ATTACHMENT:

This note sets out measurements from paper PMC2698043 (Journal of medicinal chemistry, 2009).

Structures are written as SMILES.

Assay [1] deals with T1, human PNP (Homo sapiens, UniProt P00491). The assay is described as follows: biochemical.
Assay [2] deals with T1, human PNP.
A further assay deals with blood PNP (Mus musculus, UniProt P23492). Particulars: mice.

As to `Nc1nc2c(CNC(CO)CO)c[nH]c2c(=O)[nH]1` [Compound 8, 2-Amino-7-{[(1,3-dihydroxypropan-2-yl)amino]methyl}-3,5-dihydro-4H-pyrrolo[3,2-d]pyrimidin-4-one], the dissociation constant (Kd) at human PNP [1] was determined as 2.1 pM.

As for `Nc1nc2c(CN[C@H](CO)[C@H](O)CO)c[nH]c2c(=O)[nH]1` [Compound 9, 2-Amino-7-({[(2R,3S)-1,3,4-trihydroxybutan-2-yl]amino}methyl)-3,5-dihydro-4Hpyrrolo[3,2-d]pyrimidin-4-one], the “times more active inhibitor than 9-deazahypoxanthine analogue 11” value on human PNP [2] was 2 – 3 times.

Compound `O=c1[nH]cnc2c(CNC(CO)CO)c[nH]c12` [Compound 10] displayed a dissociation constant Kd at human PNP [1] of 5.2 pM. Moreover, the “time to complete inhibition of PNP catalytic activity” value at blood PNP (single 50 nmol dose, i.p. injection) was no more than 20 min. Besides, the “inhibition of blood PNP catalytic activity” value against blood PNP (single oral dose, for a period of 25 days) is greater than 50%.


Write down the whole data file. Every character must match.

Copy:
This note sets out measurements from paper PMC2698043 (Journal of medicinal chemistry, 2009).

Structures are written as SMILES.

Assay [1] deals with T1, human PNP (Homo sapiens, UniProt P00491). The assay is described as follows: biochemical.
Assay [2] deals with T1, human PNP.
A further assay deals with blood PNP (Mus musculus, UniProt P23492). Particulars: mice.

As to `Nc1nc2c(CNC(CO)CO)c[nH]c2c(=O)[nH]1` [Compound 8, 2-Amino-7-{[(1,3-dihydroxypropan-2-yl)amino]methyl}-3,5-dihydro-4H-pyrrolo[3,2-d]pyrimidin-4-one], the dissociation constant (Kd) at human PNP [1] was determined as 2.1 pM.

As for `Nc1nc2c(CN[C@H](CO)[C@H](O)CO)c[nH]c2c(=O)[nH]1` [Compound 9, 2-Amino-7-({[(2R,3S)-1,3,4-trihydroxybutan-2-yl]amino}methyl)-3,5-dihydro-4Hpyrrolo[3,2-d]pyrimidin-4-one], the “times more active inhibitor than 9-deazahypoxanthine analogue 11” value on human PNP [2] was 2 – 3 times.

Compound `O=c1[nH]cnc2c(CNC(CO)CO)c[nH]c12` [Compound 10] displayed a dissociation constant Kd at human PNP [1] of 5.2 pM. Moreover, the “time to complete inhibition of PNP catalytic activity” value at blood PNP (single 50 nmol dose, i.p. injection) was no more than 20 min. Besides, the “inhibition of blood PNP catalytic activity” value against blood PNP (single oral dose, for a period of 25 days) is greater than 50%.